Despite a morning of thunderstorms and torrential rain, this farm event focussing on beef production run by Moredun in partnership with The Cairngorms National Park Authority (CNPA), was extremely interesting, informative and well attended.
The event was hosted by the McPherson Grant family, owners of Ballindalloch Estate, Banffshire and the historic Aberdeen Angus herd. The morning got underway with a welcome from Moredun Foundation Chairman, Ian Duncan Millar: “At Moredun we encourage partnership working and are very pleased to be running this event with the CNPA.”
He also emphasised the value of working with land owners and farmers and introduced Guy McPherson Grant who outlined the impressive array of diversification projects the Estate had developed in addition to the farming enterprise, such as a distillery, golf course and castle shop and restaurant, which all provide valuable local employment.
The farm and 35 strong herd of Aberdeen Angus cattle is managed and produced by David Johnstone and family and David explained the neat circle within the Estate with the farm growing the barley for use in the distillery and the distillery draff being fed back to the cattle. He then concentrated on the breeding and management policy of the Hi-health herd, before farm vet Donald McLean, partner at Aberlour Veterinary Centre, talked about the problem of infertility in suckler herds. Donald concentrated on describing the information the farmer needs to relay to the vet at the start of infertility investigations and gave clear messages about how important this initial information flow was to allow both farmer and vet to obtain maximum benefit and accurate diagnosis respectively.
The Ballindalloch herd have maintained a fabulous show record over the years and are about to start their show season so it was timely that Manus Graham, vet at Moredun, discussed biosecurity and disease prevention, before David McClelland, Technical Director at Norvite explained the detailed forage analysis he had carried out at Ballindalloch and how then they formulated a balanced diet with micro-nutrients for maximum herd health and fertility. Finally Bruce McConachie, Land Management Advisor and a local farmer himself gave his thoughts on Upland Beef Production and where we go from here, with some interesting comments on the high quality Scottish Beef brand and how we could cash in on that, with an eye on the world market.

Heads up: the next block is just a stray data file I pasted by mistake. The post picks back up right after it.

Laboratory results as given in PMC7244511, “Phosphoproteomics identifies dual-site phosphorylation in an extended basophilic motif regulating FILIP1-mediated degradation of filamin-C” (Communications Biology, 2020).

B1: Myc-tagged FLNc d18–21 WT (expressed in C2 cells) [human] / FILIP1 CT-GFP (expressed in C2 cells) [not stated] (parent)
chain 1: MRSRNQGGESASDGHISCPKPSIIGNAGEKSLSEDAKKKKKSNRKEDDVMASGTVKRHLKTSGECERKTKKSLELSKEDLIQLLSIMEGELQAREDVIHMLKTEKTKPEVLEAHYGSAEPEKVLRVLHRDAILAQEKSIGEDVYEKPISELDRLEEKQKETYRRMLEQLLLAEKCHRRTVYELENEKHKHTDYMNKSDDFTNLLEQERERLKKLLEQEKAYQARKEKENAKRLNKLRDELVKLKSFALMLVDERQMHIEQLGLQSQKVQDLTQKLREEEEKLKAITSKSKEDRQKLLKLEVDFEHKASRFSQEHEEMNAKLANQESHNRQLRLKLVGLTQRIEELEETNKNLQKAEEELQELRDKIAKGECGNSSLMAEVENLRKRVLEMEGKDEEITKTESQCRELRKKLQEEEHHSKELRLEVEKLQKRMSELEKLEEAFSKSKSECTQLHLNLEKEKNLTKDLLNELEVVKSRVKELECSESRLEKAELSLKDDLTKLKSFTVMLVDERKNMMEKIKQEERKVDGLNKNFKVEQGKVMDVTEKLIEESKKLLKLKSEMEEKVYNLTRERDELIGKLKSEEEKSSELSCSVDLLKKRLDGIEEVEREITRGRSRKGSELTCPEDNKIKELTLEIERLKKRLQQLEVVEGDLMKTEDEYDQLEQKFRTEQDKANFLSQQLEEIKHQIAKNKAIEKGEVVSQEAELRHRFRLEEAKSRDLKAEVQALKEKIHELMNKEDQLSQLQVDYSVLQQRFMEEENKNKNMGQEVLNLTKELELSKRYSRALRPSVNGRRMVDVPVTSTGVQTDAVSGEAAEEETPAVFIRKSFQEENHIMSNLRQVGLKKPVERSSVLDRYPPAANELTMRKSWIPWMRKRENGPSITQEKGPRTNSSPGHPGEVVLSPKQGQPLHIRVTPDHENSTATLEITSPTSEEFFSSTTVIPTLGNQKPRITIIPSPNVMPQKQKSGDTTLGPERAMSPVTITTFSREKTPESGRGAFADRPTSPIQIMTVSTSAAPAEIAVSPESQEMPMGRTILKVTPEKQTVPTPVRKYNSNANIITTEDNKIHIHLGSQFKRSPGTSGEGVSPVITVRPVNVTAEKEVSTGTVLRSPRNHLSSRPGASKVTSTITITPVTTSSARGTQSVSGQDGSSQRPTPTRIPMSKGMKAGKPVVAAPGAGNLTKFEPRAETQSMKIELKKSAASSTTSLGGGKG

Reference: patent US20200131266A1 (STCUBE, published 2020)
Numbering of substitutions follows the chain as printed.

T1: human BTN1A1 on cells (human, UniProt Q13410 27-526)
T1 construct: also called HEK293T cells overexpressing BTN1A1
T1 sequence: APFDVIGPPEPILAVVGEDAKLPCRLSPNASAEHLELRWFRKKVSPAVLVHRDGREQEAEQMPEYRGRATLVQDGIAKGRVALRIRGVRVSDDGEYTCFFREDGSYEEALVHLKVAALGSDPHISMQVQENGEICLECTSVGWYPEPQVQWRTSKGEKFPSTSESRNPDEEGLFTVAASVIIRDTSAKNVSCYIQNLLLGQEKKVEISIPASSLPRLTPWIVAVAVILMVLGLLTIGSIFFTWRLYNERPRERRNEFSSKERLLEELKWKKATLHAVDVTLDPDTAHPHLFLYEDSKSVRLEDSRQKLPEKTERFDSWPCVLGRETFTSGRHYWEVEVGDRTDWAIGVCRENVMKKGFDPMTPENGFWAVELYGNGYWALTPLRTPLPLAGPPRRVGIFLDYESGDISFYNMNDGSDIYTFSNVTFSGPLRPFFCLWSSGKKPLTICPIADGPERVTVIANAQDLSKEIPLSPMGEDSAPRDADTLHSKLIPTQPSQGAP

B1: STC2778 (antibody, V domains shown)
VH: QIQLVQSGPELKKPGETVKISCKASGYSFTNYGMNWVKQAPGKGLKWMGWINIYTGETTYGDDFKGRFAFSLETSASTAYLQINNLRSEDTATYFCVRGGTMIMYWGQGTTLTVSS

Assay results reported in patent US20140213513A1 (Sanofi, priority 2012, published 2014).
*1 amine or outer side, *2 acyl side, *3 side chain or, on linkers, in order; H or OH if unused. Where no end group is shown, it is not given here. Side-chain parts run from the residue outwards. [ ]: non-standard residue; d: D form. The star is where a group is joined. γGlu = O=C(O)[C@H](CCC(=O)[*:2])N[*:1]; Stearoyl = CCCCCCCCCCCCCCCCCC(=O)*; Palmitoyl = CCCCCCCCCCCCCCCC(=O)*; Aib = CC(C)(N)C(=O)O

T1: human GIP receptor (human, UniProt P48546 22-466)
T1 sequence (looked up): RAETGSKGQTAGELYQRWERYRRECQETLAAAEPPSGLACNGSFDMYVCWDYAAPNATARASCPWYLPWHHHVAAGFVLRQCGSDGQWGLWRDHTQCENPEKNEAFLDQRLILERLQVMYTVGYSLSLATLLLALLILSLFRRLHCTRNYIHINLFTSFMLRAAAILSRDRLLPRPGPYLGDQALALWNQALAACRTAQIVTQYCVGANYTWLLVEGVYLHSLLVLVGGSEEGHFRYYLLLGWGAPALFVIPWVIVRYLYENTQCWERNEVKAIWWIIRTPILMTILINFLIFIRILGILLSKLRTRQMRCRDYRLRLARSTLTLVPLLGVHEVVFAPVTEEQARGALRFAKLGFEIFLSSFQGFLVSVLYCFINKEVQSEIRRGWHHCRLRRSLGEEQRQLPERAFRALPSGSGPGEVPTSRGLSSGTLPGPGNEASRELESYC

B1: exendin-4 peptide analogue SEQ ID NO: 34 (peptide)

The morning talks were followed by what was deemed by many as the highlight of the day – a farm walk through the cattle with their calves at foot, running with the stock bull, 3yo Ballindalloch Earl in the “Coo Haugh” at the front of the castle. This was a real treat and what a sight the herd were in superb condition and not remotely phased by 50 folk wandering through them. We also got a preview of the show team looking in tremendous fettle and ready for Nairn Show on Saturday 30th July.
The afternoon panel session was very ably chaired by Nigel Miller, who with his usual wit and extensive knowledge provided great entertainment and kept the panel on their toes. With astute audience participation, the discussions were broad and interesting with many ideas and pointers to take forward to the beef industry.
This livestock health meeting was organised by Moredun, a world leader in research into the health and welfare of livestock, in partnership with the Cairngorms National Park who are committed to maintaining sustainable livestock businesses in the Park area.
For further information and images please contact Dr Beth Wells firstname.lastname@example.org at Moredun on 0131 445 5111